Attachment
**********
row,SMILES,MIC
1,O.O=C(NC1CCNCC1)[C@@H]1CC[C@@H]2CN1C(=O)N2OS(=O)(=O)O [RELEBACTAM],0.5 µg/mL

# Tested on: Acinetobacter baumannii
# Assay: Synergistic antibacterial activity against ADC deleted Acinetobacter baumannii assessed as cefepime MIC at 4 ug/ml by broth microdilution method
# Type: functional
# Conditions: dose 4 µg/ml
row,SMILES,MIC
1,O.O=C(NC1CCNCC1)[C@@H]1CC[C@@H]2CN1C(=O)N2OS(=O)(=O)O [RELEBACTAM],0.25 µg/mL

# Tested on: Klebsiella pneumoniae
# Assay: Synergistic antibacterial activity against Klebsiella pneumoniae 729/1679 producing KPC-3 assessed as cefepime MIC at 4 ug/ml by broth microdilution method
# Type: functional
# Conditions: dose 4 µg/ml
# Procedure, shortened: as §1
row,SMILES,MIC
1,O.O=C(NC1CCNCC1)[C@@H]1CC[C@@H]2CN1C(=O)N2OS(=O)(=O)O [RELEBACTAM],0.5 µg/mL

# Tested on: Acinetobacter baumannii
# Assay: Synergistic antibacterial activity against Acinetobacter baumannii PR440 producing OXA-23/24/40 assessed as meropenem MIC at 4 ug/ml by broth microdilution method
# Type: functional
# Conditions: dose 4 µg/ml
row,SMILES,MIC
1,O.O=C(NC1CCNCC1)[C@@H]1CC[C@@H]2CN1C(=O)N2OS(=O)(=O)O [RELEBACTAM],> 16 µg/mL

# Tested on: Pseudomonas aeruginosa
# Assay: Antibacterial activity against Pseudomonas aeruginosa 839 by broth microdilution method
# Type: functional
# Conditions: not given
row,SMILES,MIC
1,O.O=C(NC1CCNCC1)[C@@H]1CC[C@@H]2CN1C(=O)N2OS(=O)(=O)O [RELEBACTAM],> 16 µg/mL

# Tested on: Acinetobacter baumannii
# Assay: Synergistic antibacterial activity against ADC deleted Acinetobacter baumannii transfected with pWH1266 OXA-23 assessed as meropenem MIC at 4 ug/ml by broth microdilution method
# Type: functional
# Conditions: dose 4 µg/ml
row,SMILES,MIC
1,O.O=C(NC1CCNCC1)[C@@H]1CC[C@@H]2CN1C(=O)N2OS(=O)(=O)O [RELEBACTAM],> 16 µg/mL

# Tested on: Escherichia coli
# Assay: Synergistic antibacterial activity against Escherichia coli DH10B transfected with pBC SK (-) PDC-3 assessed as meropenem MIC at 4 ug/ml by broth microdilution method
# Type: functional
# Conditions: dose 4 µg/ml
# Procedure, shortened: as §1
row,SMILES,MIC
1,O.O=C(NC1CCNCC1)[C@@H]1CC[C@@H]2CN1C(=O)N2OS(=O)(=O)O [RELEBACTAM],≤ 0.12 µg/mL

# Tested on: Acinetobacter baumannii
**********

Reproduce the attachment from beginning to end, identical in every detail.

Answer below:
row,SMILES,MIC
1,O.O=C(NC1CCNCC1)[C@@H]1CC[C@@H]2CN1C(=O)N2OS(=O)(=O)O [RELEBACTAM],0.5 µg/mL

# Tested on: Acinetobacter baumannii
# Assay: Synergistic antibacterial activity against ADC deleted Acinetobacter baumannii assessed as cefepime MIC at 4 ug/ml by broth microdilution method
# Type: functional
# Conditions: dose 4 µg/ml
row,SMILES,MIC
1,O.O=C(NC1CCNCC1)[C@@H]1CC[C@@H]2CN1C(=O)N2OS(=O)(=O)O [RELEBACTAM],0.25 µg/mL

# Tested on: Klebsiella pneumoniae
# Assay: Synergistic antibacterial activity against Klebsiella pneumoniae 729/1679 producing KPC-3 assessed as cefepime MIC at 4 ug/ml by broth microdilution method
# Type: functional
# Conditions: dose 4 µg/ml
# Procedure, shortened: as §1
row,SMILES,MIC
1,O.O=C(NC1CCNCC1)[C@@H]1CC[C@@H]2CN1C(=O)N2OS(=O)(=O)O [RELEBACTAM],0.5 µg/mL

# Tested on: Acinetobacter baumannii
# Assay: Synergistic antibacterial activity against Acinetobacter baumannii PR440 producing OXA-23/24/40 assessed as meropenem MIC at 4 ug/ml by broth microdilution method
# Type: functional
# Conditions: dose 4 µg/ml
row,SMILES,MIC
1,O.O=C(NC1CCNCC1)[C@@H]1CC[C@@H]2CN1C(=O)N2OS(=O)(=O)O [RELEBACTAM],> 16 µg/mL

# Tested on: Pseudomonas aeruginosa
# Assay: Antibacterial activity against Pseudomonas aeruginosa 839 by broth microdilution method
# Type: functional
# Conditions: not given
row,SMILES,MIC
1,O.O=C(NC1CCNCC1)[C@@H]1CC[C@@H]2CN1C(=O)N2OS(=O)(=O)O [RELEBACTAM],> 16 µg/mL

# Tested on: Acinetobacter baumannii
# Assay: Synergistic antibacterial activity against ADC deleted Acinetobacter baumannii transfected with pWH1266 OXA-23 assessed as meropenem MIC at 4 ug/ml by broth microdilution method
# Type: functional
# Conditions: dose 4 µg/ml
row,SMILES,MIC
1,O.O=C(NC1CCNCC1)[C@@H]1CC[C@@H]2CN1C(=O)N2OS(=O)(=O)O [RELEBACTAM],> 16 µg/mL

# Tested on: Escherichia coli
# Assay: Synergistic antibacterial activity against Escherichia coli DH10B transfected with pBC SK (-) PDC-3 assessed as meropenem MIC at 4 ug/ml by broth microdilution method
# Type: functional
# Conditions: dose 4 µg/ml
# Procedure, shortened: as §1
row,SMILES,MIC
1,O.O=C(NC1CCNCC1)[C@@H]1CC[C@@H]2CN1C(=O)N2OS(=O)(=O)O [RELEBACTAM],≤ 0.12 µg/mL

# Tested on: Acinetobacter baumannii